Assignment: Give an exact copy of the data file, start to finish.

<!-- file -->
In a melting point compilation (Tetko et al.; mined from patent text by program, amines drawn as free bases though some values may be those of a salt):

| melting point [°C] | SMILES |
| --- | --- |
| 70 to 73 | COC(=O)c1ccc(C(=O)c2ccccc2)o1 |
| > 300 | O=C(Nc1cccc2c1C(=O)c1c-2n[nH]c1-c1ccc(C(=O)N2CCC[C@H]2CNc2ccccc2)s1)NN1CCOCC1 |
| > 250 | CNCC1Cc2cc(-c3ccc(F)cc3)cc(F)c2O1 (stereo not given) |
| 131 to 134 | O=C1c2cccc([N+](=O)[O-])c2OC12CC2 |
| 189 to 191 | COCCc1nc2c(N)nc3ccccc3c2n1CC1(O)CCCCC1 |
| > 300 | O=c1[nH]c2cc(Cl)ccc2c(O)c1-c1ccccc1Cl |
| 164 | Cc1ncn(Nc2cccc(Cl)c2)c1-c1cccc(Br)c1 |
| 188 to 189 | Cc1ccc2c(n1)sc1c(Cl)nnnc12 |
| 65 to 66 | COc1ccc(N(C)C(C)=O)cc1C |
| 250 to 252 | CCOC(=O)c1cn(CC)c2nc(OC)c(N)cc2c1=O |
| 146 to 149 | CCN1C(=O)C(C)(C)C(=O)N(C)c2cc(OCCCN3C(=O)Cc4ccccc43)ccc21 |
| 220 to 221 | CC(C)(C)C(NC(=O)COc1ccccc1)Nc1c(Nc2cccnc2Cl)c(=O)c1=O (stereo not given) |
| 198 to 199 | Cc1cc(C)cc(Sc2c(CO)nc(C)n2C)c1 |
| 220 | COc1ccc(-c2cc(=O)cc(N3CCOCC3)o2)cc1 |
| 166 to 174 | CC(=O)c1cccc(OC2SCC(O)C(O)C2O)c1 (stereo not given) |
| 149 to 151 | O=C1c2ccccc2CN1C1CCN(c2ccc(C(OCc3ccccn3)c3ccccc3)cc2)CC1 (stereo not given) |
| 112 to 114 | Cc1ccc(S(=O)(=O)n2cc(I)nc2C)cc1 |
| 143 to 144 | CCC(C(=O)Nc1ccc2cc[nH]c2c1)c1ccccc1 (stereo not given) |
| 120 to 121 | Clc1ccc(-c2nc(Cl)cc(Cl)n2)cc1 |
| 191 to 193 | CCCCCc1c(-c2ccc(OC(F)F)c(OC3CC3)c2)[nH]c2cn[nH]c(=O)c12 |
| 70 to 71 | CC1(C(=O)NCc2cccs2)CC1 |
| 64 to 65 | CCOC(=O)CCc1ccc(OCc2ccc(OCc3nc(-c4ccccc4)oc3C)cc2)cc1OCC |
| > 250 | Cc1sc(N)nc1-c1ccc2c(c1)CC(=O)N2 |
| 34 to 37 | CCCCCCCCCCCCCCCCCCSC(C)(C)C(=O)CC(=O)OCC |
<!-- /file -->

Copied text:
In a melting point compilation (Tetko et al.; mined from patent text by program, amines drawn as free bases though some values may be those of a salt):

| melting point [°C] | SMILES |
| --- | --- |
| 70 to 73 | COC(=O)c1ccc(C(=O)c2ccccc2)o1 |
| > 300 | O=C(Nc1cccc2c1C(=O)c1c-2n[nH]c1-c1ccc(C(=O)N2CCC[C@H]2CNc2ccccc2)s1)NN1CCOCC1 |
| > 250 | CNCC1Cc2cc(-c3ccc(F)cc3)cc(F)c2O1 (stereo not given) |
| 131 to 134 | O=C1c2cccc([N+](=O)[O-])c2OC12CC2 |
| 189 to 191 | COCCc1nc2c(N)nc3ccccc3c2n1CC1(O)CCCCC1 |
| > 300 | O=c1[nH]c2cc(Cl)ccc2c(O)c1-c1ccccc1Cl |
| 164 | Cc1ncn(Nc2cccc(Cl)c2)c1-c1cccc(Br)c1 |
| 188 to 189 | Cc1ccc2c(n1)sc1c(Cl)nnnc12 |
| 65 to 66 | COc1ccc(N(C)C(C)=O)cc1C |
| 250 to 252 | CCOC(=O)c1cn(CC)c2nc(OC)c(N)cc2c1=O |
| 146 to 149 | CCN1C(=O)C(C)(C)C(=O)N(C)c2cc(OCCCN3C(=O)Cc4ccccc43)ccc21 |
| 220 to 221 | CC(C)(C)C(NC(=O)COc1ccccc1)Nc1c(Nc2cccnc2Cl)c(=O)c1=O (stereo not given) |
| 198 to 199 | Cc1cc(C)cc(Sc2c(CO)nc(C)n2C)c1 |
| 220 | COc1ccc(-c2cc(=O)cc(N3CCOCC3)o2)cc1 |
| 166 to 174 | CC(=O)c1cccc(OC2SCC(O)C(O)C2O)c1 (stereo not given) |
| 149 to 151 | O=C1c2ccccc2CN1C1CCN(c2ccc(C(OCc3ccccn3)c3ccccc3)cc2)CC1 (stereo not given) |
| 112 to 114 | Cc1ccc(S(=O)(=O)n2cc(I)nc2C)cc1 |
| 143 to 144 | CCC(C(=O)Nc1ccc2cc[nH]c2c1)c1ccccc1 (stereo not given) |
| 120 to 121 | Clc1ccc(-c2nc(Cl)cc(Cl)n2)cc1 |
| 191 to 193 | CCCCCc1c(-c2ccc(OC(F)F)c(OC3CC3)c2)[nH]c2cn[nH]c(=O)c12 |
| 70 to 71 | CC1(C(=O)NCc2cccs2)CC1 |
| 64 to 65 | CCOC(=O)CCc1ccc(OCc2ccc(OCc3nc(-c4ccccc4)oc3C)cc2)cc1OCC |
| > 250 | Cc1sc(N)nc1-c1ccc2c(c1)CC(=O)N2 |
| 34 to 37 | CCCCCCCCCCCCCCCCCCSC(C)(C)C(=O)CC(=O)OCC |